From 2014 to today, the major political parties have grown increasingly sophisticated in their attitudes towards data, Singla says over the phone. “We mine and crunch publicly available datasets combined with extensive polling. All legally available, legitimate data,” he adds in a measured baritone.
For political campaigns, Gurugram-based Astrum offers voter segmentation (identifying “advocates”, “adversaries” and “winnable/swing” voters), battleground selection and an assessment of “candidate attractiveness and positioning”. Their pitch in a line: “There is no second prize for losing an election. We help you win.”
Singla—with about twenty years of experience in the PR and market research industries—also acted as a campaign strategist for the BJP during the 2014 general elections. A year later, he launched Astrum, focusing on “science-based, specialist reputation advisory services,” according to an article in the Holmes Report.
A little bit of contemporary history here. The genesis of the digital media and tech wave in Indian politics, by most accounts, can be largely traced back to two groups. The first is the BJP (which, notably, is the country’s richest party, according to publicly available figures at least). In the early 2010s, the party built up its tech team, or “IT cell” in Indian political parlance, from setting up online campaign donations to getting leaders on social media platforms such as Twitter and Facebook.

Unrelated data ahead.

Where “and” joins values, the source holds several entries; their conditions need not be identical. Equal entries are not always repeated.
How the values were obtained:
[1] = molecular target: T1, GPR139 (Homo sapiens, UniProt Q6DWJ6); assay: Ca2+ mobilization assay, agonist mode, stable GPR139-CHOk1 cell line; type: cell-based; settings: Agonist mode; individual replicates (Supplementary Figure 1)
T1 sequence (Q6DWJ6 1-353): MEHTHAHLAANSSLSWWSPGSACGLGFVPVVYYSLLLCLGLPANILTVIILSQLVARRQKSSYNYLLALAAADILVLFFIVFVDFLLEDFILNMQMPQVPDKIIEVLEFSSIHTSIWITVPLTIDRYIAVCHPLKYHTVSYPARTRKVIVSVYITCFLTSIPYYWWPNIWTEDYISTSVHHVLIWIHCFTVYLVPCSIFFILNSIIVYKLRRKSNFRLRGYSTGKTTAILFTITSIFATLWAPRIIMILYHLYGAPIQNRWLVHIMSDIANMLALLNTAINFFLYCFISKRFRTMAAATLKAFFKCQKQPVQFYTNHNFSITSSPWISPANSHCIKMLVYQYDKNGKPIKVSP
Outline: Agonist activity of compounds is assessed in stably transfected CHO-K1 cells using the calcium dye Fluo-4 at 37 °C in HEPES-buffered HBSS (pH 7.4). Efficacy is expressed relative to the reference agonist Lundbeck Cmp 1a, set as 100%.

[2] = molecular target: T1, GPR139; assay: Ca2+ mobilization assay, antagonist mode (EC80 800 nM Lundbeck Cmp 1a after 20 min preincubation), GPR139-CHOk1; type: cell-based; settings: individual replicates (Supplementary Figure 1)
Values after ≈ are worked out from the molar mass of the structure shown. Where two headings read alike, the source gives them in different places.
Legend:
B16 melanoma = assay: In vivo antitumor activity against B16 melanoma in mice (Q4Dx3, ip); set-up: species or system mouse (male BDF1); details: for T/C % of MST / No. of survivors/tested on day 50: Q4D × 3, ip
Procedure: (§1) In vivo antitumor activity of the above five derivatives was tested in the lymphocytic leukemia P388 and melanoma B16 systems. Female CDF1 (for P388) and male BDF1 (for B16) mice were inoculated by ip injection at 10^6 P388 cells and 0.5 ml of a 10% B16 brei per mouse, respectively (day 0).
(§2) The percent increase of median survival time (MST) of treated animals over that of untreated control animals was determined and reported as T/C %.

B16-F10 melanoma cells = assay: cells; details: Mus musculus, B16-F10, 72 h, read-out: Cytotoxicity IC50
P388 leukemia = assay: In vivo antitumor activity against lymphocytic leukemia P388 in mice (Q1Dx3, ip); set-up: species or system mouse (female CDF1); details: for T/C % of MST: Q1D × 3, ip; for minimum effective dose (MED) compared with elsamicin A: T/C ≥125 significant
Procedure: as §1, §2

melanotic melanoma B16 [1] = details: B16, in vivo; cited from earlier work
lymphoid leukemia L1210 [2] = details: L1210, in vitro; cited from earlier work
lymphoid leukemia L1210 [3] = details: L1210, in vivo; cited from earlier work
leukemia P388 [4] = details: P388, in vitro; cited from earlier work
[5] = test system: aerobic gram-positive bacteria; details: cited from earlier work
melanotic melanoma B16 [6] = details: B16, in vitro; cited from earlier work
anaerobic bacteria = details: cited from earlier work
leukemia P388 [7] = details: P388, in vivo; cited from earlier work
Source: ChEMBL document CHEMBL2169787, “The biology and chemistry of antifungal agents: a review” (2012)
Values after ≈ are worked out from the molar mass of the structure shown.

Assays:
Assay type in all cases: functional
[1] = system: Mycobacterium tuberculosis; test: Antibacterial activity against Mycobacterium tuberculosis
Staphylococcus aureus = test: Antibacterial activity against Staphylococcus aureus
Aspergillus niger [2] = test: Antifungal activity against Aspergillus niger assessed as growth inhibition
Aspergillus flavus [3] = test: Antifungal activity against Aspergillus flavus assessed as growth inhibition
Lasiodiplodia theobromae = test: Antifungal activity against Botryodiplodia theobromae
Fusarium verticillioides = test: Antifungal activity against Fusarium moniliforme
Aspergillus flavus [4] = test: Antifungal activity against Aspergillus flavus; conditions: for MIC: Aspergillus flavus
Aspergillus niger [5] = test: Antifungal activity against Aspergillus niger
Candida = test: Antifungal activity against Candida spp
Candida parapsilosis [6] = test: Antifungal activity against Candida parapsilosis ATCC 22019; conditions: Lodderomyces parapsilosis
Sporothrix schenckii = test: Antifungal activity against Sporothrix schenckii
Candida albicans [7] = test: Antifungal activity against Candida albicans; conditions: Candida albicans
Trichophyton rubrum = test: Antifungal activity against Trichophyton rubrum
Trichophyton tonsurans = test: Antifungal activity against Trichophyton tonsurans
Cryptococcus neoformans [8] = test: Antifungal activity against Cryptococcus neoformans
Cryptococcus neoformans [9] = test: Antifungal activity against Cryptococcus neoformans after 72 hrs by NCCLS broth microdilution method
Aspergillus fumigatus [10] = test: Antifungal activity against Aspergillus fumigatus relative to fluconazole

The second was a group of “volunteers”—analysts, engineers, data scientists and more—led by the political strategist Prashant Kishor, initially called Citizens for Accountable Governance, or CAG. Kishor and CAG—later the Indian Political Action Committee, or I-PAC—are often credited with delivering the BJP’s landslide win in 2014 (as well as a number of other elections for various parties).
Kishor eventually entered politics, joining the Janata Dal (United), an ally of the BJP. I-PAC, meanwhile, still operates as a consultancy of sorts for political parties, but more importantly, most political consultants, analysts and media executives The Ken spoke with all identified Kishor and his group as the first set of “professionals” in the election campaign business. Which sets the stage for where we are today.
“Many people I worked with have scattered from CAG and I-PAC and been hired by politicians and parties across the country,” says a former I-PAC member, who asked not to be named. “Today, the top one-third of leaders in any important party has a team of advisors [on tech and digital platforms],” separate from whatever agencies the party, as a whole, signs on. Each looking for an edge over rivals both within and without.
And in this ecosystem, the consensus view is that the BJP is, without a doubt, several years ahead of the pack.
Keeping it in-house